A Best Seller
By Helena McAuley
How slowly a day can pass in the cold and the rain. At least, in my bookshop, it is warm and dry. Music seeps, cracked and distorted, from my old broken gramophone, and the coffee pot bubbles cheerfully to itself. I lick my finger and turn the yellowed pages of my most recent acquisition; careful not to touch the letters directly. That would be most unfortunate.
The bell heralds a young man’s entry. He doesn’t seem like my usual clientele. He shakes the raindrops from his hair like a sodden dog and peers up at me through shame-filled eyes. At my returning with a flat stare, he gives a tight smile.
“Hey, sorry, mate. Just trying to keep out of the rain.”
After a moment, I smile a well-practiced avuncular smile. “Not a problem. Care to browse while you wait out the squall?”
He peruses the stakes under my watchful eyes, half-heartedly inspecting the various volumes under my curatorship; large, small, leather-bound, illuminated, photocopied, hand scribed. No two manuscripts are alike. And yet, they all have one commonality. Each holds an irretractable curse. That is my stock and trade. That is what people pay good money for.
But not this man. This man is barely glancing at the spines of my poor charges. I shrug and return my attention to the Corpus Homunculum; a dandy little book that I have coveted for quite some time. I suspect it, and its malign calligraphy, will fetch a good price from the right buyer. I already have two or three of my regular customers in mind.
“Hey.” The young man’s voice pulls me from my reveries. “Why’s this one locked?”
“Mostly likely because it’s dangerous,” I call back, my words compressed by my chin in my hand.
There is a moment of silence from the stacks. “Why would it be dangerous?”
With a sigh I set the tome aside and follow him into the stacks.
“Because, my good young man, these are some of the finest cursed items to ever grace the Earth,” I tell him. “Be it from avenging angels, cavorting demons, djin, wizards, or unfortunately lost souls, my books all hold a grave curse.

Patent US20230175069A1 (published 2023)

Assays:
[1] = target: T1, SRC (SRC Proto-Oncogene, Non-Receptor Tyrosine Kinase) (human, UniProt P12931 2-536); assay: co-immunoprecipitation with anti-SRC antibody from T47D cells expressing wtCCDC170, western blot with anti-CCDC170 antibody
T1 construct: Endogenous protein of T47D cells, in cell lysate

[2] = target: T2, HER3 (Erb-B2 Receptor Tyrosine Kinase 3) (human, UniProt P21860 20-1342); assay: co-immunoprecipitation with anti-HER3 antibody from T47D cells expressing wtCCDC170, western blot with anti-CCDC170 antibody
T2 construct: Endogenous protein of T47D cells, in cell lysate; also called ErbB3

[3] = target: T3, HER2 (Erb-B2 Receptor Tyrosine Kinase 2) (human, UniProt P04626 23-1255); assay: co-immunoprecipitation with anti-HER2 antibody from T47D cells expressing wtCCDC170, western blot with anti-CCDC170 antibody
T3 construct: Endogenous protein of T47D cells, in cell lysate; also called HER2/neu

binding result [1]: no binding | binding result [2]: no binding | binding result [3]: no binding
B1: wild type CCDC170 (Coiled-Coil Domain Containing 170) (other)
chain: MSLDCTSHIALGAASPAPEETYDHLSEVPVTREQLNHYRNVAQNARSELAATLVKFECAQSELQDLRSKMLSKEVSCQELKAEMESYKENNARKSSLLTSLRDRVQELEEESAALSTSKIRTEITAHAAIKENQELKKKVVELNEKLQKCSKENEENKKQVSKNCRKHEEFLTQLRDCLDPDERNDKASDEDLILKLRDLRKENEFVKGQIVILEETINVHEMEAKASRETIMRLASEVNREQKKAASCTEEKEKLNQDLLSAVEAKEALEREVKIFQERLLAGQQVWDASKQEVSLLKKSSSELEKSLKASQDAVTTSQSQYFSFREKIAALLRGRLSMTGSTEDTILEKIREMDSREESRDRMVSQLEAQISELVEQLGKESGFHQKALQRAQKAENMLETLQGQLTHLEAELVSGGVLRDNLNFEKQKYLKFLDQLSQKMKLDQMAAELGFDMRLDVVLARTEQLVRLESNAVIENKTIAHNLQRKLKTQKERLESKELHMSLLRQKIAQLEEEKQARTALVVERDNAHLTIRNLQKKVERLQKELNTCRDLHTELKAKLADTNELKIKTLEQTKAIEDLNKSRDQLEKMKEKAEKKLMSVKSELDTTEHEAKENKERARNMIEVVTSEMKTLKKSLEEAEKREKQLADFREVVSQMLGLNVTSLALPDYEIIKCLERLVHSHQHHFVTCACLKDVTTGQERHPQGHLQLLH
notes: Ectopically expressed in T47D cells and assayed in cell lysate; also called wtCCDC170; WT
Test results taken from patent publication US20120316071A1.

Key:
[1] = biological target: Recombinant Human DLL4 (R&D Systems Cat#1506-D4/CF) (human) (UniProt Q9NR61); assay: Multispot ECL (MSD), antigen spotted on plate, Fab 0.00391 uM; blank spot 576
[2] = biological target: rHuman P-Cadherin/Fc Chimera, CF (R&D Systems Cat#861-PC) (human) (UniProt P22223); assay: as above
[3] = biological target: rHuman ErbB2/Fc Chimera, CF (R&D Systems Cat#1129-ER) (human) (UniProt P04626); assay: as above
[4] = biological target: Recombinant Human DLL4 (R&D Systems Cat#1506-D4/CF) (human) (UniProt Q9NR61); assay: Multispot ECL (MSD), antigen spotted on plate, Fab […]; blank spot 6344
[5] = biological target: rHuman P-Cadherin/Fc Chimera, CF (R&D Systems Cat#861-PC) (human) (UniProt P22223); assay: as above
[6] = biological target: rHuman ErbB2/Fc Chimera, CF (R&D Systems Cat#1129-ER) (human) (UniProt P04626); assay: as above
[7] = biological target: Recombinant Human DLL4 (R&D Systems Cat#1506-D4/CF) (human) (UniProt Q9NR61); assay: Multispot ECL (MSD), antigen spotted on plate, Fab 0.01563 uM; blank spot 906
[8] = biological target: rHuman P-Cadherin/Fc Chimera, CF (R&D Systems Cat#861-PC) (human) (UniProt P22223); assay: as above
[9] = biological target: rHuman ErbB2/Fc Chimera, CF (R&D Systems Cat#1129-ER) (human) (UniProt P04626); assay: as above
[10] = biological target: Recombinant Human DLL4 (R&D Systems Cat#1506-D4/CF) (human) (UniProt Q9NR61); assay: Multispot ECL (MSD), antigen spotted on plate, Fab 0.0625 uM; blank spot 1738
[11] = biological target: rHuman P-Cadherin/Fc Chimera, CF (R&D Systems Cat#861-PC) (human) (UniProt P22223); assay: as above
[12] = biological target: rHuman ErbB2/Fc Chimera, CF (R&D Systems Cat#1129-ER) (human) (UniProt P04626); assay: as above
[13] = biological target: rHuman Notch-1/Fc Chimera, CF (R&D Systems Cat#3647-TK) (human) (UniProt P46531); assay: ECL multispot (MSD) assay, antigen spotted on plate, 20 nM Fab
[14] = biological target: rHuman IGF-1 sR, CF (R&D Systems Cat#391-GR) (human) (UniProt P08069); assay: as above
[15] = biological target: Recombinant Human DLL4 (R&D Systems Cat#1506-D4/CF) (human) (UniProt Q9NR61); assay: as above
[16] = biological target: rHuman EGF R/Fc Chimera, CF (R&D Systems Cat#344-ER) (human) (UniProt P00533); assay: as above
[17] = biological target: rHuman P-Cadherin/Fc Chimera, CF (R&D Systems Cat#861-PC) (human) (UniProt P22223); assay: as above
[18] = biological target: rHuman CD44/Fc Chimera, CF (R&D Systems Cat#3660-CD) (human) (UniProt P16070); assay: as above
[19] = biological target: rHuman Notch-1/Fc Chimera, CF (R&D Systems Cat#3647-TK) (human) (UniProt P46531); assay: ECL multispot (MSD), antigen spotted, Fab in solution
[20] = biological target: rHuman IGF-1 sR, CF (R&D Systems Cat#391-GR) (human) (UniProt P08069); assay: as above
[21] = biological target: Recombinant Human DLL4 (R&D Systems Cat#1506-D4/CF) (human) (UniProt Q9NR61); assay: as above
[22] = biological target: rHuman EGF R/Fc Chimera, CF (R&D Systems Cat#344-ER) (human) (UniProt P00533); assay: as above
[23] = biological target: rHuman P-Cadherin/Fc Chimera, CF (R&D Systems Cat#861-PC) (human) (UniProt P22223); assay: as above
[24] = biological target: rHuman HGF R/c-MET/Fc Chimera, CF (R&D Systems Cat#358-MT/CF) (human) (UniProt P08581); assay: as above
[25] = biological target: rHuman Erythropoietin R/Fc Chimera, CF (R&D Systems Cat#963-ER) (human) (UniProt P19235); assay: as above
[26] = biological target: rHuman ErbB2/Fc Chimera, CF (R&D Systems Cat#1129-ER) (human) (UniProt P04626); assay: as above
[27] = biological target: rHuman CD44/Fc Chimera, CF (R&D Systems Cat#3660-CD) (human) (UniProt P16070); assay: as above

“That one in your hands, for instance,” I indicate the small volume with a wave of my hand, “Is the Allurement Transmorgris. It holds, trapped within, a beautiful maiden, untouched by time for the term of her imprisonment. Whomever reads of this book will release her, and she will fall madly in love with the first person she sets eyes upon, as if struck from cupid’s bow itself.”
There is a leer to his lips as he smiles at me. “A maiden, you say?”
I look at him over my glasses, and again he is cowed by my stare. His lips purse. His brow puckers.
“It’s twelve-dollars,” I say.
He considers my offer. “Yeah, alright,” he concedes. “It’ll be a laugh.”
The beneficent smile returns to my face. “Of course.”
I ring up the sale, then locate and provide him with the key. He glances through the large windows—still raining. He lowers his backpack and shrugs.
“May as well do it here. If you don’t mind,” he adds.
I smile again. “Not at all.” Honestly, it is preferred.
He turns the key, and is wholly unprepared for what happens next.
In a flash of light and a puff of pungent smoke a raven-haired young woman of impeccable beauty appears before him; dazed and confused. The young man’s eyes widen, suitably impressed, before a second flash of light claims him and he dwindles, shrinking as he tumbles into the book.
With a sound like a thunderclap, the latch slams shut. The key tinkles to the floor.
“Wha—” the maiden stammers. “Where am I?”
“On the High Street, my dear! Good day!” I usher her from my store and into the rain before she can turn her eyes to be and become besotted, the most burdensome part of this curse. The last time a poor blighter to be released from the book it took me eight months to be rid of them. I don’t need the additional burden.
Ignoring her damp cries of shock and confusion, I pick up the book and carefully return it to the shelf. The Allurement Transmorgris. Gets them ever time.
It’s my best seller.
About the Author:
Helena McAuley is a lifetime recipient of the Premier’s Speculative Fiction Award for Literary Incompetence.
This is, of course, a joke. Helena has never received an award, and the Premier won’t answer her texts.
And yet, she continues to write mostly contemporary fantasy, with some sci-fi or supernatural or feudally stuff thrown in for good measure. To everyone’s surprise, she’s even been published in Deadset Press’s Zodiac anthologies.
She can be found twitting and instafied under @thathmc.